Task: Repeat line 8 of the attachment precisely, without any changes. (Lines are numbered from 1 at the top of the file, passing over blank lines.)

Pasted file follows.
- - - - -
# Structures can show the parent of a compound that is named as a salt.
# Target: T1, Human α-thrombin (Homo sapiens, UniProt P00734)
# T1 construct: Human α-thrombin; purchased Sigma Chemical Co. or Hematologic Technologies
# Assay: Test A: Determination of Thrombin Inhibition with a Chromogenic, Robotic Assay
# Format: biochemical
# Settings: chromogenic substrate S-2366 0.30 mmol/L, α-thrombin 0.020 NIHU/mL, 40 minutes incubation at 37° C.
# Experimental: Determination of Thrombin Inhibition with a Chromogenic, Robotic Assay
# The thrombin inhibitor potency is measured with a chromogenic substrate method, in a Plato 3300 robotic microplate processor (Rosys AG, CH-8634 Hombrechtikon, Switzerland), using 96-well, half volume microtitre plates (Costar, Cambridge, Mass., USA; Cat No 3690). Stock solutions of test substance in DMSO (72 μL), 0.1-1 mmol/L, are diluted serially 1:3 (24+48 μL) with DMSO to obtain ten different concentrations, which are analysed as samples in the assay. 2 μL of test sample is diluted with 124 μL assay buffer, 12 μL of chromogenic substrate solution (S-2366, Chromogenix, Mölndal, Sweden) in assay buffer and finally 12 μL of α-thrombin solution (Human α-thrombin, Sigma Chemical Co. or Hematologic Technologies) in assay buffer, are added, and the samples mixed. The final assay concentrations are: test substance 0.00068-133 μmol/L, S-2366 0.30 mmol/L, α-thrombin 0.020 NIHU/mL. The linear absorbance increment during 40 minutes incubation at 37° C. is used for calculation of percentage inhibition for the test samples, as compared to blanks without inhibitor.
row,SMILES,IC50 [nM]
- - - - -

# The thrombin inhibitor potency is measured with a chromogenic substrate method, in a Plato 3300 robotic microplate processor (Rosys AG, CH-8634 Hombrechtikon, Switzerland), using 96-well, half volume microtitre plates (Costar, Cambridge, Mass., USA; Cat No 3690). Stock solutions of test substance in DMSO (72 μL), 0.1-1 mmol/L, are diluted serially 1:3 (24+48 μL) with DMSO to obtain ten different concentrations, which are analysed as samples in the assay. 2 μL of test sample is diluted with 124 μL assay buffer, 12 μL of chromogenic substrate solution (S-2366, Chromogenix, Mölndal, Sweden) in assay buffer and finally 12 μL of α-thrombin solution (Human α-thrombin, Sigma Chemical Co. or Hematologic Technologies) in assay buffer, are added, and the samples mixed. The final assay concentrations are: test substance 0.00068-133 μmol/L, S-2366 0.30 mmol/L, α-thrombin 0.020 NIHU/mL. The linear absorbance increment during 40 minutes incubation at 37° C. is used for calculation of percentage inhibition for the test samples, as compared to blanks without inhibitor.